American Sign Language (ASL)

Position Statement

Ad Hoc Committee to Establish a Position on American Sign Language (ASL)

About This Document: This position statement is an official policy of the American Speech-Language-Hearing Association (ASHA). ASHA develops position statements when the Association's official stance on a topic needs to be clearly established for members and the public. Although ASHA has long recognized that ASL is a language, the request to draft this statement arose from inconsistencies in how federal agencies view ASL as a language distinct from English for the purposes of service provision (see, e.g., National Institute on Deafness and Other Communication Disorders, 2019; National Science Foundation, 2019; U.S. Department of Education, 2011). This statement formally clarifies and affirms ASHA's long-held position that ASL is a distinct language.

In August 2018, the ASHA Board of Directors (BOD) approved a resolution to form the Ad Hoc Committee to Establish a Position on ASL (hereafter, "the Committee"). The resolution charged that the Committee consist of six ASHA members with expertise and experience regarding ASL. The Committee included a member who is deaf, an ASL linguist, audiologists, speech-language pathologists, and a teacher of the deaf. The Committee members who developed this position statement were James Mahshie, chair; Katie Brennan; Tina Childress; Cheryl DeConde Johnson; Brenda Seal; and Aaron Shield. Adena Dacy served as ex officio. Marie Ireland, Vice President for Speech-Language Pathology Practice (2018–2020) served as the BOD liaison. The statement was open for peer review by all interested parties prior to final approval by the BOD. Respondents included audiologists, speech-language pathologists, linguists, teachers of the deaf, ASL teachers, interpreters, researchers, administrators, other related professionals and students, professional associations, individuals who are D/deaf, families, and advocacy groups.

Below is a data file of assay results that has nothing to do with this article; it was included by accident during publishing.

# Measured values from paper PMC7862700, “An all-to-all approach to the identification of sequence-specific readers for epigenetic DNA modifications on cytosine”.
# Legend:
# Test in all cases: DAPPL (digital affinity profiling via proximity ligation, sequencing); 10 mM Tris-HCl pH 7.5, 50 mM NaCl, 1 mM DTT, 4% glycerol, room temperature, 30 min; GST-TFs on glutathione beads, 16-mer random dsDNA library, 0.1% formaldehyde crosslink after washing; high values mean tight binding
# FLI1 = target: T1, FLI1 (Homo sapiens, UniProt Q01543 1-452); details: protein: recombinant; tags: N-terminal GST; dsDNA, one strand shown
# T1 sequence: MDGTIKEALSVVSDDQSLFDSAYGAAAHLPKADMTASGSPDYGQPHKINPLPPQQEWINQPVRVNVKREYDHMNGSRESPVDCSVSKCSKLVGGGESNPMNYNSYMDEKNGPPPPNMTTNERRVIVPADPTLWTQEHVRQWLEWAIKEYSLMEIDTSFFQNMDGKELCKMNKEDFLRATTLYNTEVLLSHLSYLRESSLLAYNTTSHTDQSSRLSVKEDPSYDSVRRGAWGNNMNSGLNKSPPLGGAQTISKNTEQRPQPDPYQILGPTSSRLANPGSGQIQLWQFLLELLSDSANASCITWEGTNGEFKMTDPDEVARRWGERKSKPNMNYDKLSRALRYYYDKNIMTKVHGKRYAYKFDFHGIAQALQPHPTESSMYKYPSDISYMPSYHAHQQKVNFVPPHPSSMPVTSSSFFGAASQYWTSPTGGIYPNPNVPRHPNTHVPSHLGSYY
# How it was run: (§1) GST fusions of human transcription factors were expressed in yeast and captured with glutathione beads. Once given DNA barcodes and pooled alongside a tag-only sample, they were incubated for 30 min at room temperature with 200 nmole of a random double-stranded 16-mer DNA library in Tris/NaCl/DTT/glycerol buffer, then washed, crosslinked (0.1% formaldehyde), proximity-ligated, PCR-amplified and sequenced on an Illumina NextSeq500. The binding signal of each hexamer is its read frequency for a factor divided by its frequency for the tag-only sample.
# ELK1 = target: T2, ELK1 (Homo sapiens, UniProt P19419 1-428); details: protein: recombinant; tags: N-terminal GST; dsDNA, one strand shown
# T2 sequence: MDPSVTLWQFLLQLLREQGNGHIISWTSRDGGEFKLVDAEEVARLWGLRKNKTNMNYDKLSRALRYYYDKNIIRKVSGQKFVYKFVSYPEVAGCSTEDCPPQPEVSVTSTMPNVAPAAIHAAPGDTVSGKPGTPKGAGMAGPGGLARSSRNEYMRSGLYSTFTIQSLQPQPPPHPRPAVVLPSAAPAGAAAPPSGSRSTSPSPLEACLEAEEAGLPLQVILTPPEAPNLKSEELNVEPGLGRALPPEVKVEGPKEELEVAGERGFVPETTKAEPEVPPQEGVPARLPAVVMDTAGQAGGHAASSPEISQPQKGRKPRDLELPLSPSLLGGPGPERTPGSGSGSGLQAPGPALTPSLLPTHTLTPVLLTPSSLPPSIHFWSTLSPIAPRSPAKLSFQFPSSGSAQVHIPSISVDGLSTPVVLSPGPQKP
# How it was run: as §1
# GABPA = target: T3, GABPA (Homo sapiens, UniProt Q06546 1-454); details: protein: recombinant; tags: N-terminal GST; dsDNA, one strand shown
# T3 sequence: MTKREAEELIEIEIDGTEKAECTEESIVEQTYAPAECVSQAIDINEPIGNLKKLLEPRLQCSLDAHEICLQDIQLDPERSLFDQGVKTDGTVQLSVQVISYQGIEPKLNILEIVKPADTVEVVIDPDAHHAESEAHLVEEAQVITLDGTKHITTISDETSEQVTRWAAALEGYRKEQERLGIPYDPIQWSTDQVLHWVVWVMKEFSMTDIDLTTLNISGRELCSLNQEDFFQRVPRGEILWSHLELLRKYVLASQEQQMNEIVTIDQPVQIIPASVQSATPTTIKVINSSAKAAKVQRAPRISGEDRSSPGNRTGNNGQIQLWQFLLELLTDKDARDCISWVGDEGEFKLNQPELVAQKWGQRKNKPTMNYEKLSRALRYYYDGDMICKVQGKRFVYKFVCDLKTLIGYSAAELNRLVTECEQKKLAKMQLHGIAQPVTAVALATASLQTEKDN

Table of Contents

Position Statement: American Sign Language (ASL)

The American Speech-Language-Hearing Association (ASHA) affirms that American Sign Language (ASL) is a language, possessing complex levels of language organization, including phonology, morphology, semantics, syntax, and pragmatics. ASL is distinct from other signed languages around the world and from English. Like all languages, ASL evolves over time within specific historical, social, and cultural contexts.



ASL is a distinct, rule-governed language that has existed in the United States and parts of Canada for more than 200 years. ASL consists of linguistically specified handshapes, locations, movements, palm orientations, and non-manual markers to convey information (Valli, Lucas, Mulrooney, & Rankin, 2011). As with any language, ASL has social, ethnic, and geographic variations and dialects. ASL linguistics has evolved as a specific research discipline that is the object of systematic study in graduate courses and doctoral programs in universities throughout the United States and Canada. 

Historical Background

ASL emerged in the 19th century at what is now called the American School for the Deaf (ASD), founded in Hartford, Connecticut, in 1817 by Thomas Hopkins Gallaudet and Laurent Clerc (Lane, Pillard, & French, 2000; Supalla & Clark, 2015). The roots of ASL can be traced to a mixture of Old French Sign Language, which was the language of instruction at ASD, and the signed languages and systems in use in 18th and 19th century New England (e.g., Martha's Vineyard Sign Language; Groce, 1985; Lane & Grosjean, 2010; Lane et al., 2000; Padden, 2010; Supalla & Clark, 2015). Professor William Stokoe of Gallaudet College's Linguistics Research Lab first documented ASL as a language in 1960 (Stokoe, 1960). Stokoe, along with his colleagues Carl Croneberg and Dorothy Casterline, recognized the linguistic structure of ASL in the book Dictionary of American Sign Language on Linguistic Principles (Stokoe, Casterline, & Croneberg, 1965).